Asia and Pacific > Singapore

You are looking at 1 - 2 of 2 items for :

  • Type: Journal Issue x
  • IMF How To Notes x
Clear All Modify Search
Fazeer Sheik Rahim, Mr. Claude P Wendling, and Ms. Eliko Pedastsaar
Expenditure baseline projections (hereafter, “base¬lines”) are a key analytical concept in budget preparation that refers to estimates of future expenditure on the assumption that current policies remain unchanged. They serve as reference points against which other data, such as proposed or approved budgets, or expenditure ceilings, can be compared. In many countries they are a basic tool for starting the preparation of the budget. They represent neither future spending allocations nor total expected outturn as they do not incorporate estimates of the cost of new policies and the expected impact of saving measures. Other features of baselines are that they are generally produced over a multiyear period, they can be calcu¬lated at any level or form of the budget classification (that is, ministries, economic classification, specific policies, functions or programs), and can be summed up to higher levels (such as the whole budget). Hence, they can be useful at both a micro and an aggregate level. This note aims to clarify and establish a framework that covers baselines’ various purposes and uses. It first discusses the definition and objectives of baselines and the methodology used for producing them before outlining how they should be prepared. It concludes with a discussion of the key success factors for making the most effective use of baselines.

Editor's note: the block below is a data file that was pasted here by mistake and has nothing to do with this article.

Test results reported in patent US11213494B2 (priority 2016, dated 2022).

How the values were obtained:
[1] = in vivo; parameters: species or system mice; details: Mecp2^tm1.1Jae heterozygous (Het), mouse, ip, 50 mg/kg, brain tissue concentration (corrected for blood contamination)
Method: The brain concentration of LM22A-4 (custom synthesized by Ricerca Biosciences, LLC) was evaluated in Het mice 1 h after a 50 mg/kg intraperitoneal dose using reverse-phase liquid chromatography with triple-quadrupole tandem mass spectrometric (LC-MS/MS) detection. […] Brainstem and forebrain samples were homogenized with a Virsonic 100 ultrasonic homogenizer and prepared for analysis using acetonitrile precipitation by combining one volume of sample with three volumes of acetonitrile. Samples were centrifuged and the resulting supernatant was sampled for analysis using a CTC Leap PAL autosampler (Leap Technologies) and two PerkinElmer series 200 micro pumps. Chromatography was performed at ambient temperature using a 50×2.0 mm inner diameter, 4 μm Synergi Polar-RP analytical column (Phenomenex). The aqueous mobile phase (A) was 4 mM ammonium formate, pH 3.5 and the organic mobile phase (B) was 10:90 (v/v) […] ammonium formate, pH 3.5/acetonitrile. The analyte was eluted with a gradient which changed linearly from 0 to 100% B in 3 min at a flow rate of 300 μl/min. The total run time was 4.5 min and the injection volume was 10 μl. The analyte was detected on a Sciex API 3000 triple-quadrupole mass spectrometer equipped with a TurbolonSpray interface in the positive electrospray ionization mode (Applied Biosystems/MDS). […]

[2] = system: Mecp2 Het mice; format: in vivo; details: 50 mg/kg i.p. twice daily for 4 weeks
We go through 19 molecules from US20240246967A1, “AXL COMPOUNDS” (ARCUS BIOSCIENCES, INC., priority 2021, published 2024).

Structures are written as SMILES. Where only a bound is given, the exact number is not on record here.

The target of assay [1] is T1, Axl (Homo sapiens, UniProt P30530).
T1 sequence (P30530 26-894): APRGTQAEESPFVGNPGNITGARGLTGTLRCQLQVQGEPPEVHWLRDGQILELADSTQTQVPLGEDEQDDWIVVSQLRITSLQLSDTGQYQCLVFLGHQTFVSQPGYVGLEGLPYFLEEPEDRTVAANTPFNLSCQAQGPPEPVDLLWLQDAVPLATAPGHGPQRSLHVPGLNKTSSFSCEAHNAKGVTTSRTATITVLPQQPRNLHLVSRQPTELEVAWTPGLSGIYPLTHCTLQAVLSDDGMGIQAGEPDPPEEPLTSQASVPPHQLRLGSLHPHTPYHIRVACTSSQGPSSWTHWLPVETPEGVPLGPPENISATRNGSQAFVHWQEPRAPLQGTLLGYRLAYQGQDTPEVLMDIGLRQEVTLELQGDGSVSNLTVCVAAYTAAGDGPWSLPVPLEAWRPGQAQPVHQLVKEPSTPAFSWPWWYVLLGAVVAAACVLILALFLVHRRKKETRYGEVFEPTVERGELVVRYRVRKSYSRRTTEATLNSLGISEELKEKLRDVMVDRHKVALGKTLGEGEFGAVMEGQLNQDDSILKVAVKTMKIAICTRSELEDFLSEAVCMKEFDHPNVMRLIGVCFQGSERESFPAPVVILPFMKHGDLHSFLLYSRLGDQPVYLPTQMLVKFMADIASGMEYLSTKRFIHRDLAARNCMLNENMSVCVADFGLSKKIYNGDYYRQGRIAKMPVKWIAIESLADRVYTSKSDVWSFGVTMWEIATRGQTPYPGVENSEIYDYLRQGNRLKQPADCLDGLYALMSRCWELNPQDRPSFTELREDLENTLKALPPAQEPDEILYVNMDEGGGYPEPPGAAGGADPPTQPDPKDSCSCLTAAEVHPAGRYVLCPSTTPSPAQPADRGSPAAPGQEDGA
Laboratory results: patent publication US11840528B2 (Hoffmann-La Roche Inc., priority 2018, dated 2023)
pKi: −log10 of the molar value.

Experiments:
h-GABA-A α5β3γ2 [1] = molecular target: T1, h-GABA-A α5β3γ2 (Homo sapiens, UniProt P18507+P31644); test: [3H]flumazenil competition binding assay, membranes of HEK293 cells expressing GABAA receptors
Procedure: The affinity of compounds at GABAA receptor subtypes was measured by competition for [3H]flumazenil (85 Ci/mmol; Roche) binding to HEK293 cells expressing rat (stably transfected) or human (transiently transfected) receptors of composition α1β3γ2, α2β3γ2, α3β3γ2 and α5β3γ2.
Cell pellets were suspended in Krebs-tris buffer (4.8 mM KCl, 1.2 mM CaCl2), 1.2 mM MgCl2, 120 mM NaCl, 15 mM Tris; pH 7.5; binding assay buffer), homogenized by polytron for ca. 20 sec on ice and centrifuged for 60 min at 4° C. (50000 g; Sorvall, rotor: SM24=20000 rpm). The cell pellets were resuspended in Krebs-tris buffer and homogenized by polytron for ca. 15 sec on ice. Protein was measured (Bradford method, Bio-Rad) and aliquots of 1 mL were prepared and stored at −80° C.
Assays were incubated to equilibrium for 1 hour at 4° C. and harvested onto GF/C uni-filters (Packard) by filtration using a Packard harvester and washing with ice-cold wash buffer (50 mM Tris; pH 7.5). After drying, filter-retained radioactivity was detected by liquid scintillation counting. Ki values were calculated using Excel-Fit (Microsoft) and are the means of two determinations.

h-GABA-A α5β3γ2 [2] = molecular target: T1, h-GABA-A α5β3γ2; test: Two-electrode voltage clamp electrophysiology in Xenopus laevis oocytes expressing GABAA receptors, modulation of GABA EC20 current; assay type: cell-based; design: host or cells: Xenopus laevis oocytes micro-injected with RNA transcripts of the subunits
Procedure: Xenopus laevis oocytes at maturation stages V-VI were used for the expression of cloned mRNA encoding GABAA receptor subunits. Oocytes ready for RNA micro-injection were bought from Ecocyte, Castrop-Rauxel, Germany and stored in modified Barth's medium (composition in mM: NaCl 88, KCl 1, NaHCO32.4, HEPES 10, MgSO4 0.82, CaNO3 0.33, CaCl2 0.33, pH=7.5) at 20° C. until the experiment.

Mr. Alberto Behar and Sandile Hlatshwayo
This note explains the value of strategic foresight and provides implementation advice based on the IMF’s experience with scenario planning and policy gaming. Section II provides an overview of strategic foresight and some of its tools. Scenario planning and policy gaming have been the Fund’s main foresight techniques so far, though other tools have been complementary. Accordingly, section III focuses on the scenario planning by illustrating applications before detailing the methods we have been using, while section IV describes policy gaming including the matrix policy gaming approach with which we have experimented so far. Section V summarizes the key points. In so doing, the note extends an invitation to those in the economics and finance fields (e.g., researchers, policymakers) to incorporate strategic foresight in their analysis and decision making.